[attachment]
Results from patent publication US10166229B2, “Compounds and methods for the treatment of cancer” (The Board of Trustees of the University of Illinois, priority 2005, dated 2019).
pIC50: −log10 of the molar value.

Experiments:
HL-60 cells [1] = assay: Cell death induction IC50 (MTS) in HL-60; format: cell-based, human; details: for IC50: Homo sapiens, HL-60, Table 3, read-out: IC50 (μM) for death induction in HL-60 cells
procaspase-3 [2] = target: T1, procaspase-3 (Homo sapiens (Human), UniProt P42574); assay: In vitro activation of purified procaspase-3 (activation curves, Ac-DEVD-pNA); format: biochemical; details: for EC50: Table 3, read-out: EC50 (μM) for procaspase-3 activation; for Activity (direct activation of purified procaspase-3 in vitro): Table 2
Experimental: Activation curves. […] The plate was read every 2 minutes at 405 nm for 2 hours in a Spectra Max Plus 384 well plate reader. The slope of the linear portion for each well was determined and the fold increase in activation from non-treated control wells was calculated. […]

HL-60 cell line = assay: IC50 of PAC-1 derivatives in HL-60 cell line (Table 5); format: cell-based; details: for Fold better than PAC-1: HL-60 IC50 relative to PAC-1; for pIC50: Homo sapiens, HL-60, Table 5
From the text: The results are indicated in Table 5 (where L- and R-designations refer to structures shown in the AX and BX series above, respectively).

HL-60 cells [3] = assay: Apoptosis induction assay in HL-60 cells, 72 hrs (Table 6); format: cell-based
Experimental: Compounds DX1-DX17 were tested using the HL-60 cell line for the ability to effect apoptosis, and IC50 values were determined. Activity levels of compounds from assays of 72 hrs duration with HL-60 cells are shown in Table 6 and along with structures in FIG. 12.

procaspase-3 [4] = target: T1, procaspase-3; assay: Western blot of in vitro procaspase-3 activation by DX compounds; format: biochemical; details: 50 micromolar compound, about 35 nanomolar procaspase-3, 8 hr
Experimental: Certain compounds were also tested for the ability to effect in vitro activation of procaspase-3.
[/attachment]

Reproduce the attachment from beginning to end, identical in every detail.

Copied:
Results from patent publication US10166229B2, “Compounds and methods for the treatment of cancer” (The Board of Trustees of the University of Illinois, priority 2005, dated 2019).
pIC50: −log10 of the molar value.

Experiments:
HL-60 cells [1] = assay: Cell death induction IC50 (MTS) in HL-60; format: cell-based, human; details: for IC50: Homo sapiens, HL-60, Table 3, read-out: IC50 (μM) for death induction in HL-60 cells
procaspase-3 [2] = target: T1, procaspase-3 (Homo sapiens (Human), UniProt P42574); assay: In vitro activation of purified procaspase-3 (activation curves, Ac-DEVD-pNA); format: biochemical; details: for EC50: Table 3, read-out: EC50 (μM) for procaspase-3 activation; for Activity (direct activation of purified procaspase-3 in vitro): Table 2
Experimental: Activation curves. […] The plate was read every 2 minutes at 405 nm for 2 hours in a Spectra Max Plus 384 well plate reader. The slope of the linear portion for each well was determined and the fold increase in activation from non-treated control wells was calculated. […]

HL-60 cell line = assay: IC50 of PAC-1 derivatives in HL-60 cell line (Table 5); format: cell-based; details: for Fold better than PAC-1: HL-60 IC50 relative to PAC-1; for pIC50: Homo sapiens, HL-60, Table 5
From the text: The results are indicated in Table 5 (where L- and R-designations refer to structures shown in the AX and BX series above, respectively).

HL-60 cells [3] = assay: Apoptosis induction assay in HL-60 cells, 72 hrs (Table 6); format: cell-based
Experimental: Compounds DX1-DX17 were tested using the HL-60 cell line for the ability to effect apoptosis, and IC50 values were determined. Activity levels of compounds from assays of 72 hrs duration with HL-60 cells are shown in Table 6 and along with structures in FIG. 12.

procaspase-3 [4] = target: T1, procaspase-3; assay: Western blot of in vitro procaspase-3 activation by DX compounds; format: biochemical; details: 50 micromolar compound, about 35 nanomolar procaspase-3, 8 hr
Experimental: Certain compounds were also tested for the ability to effect in vitro activation of procaspase-3.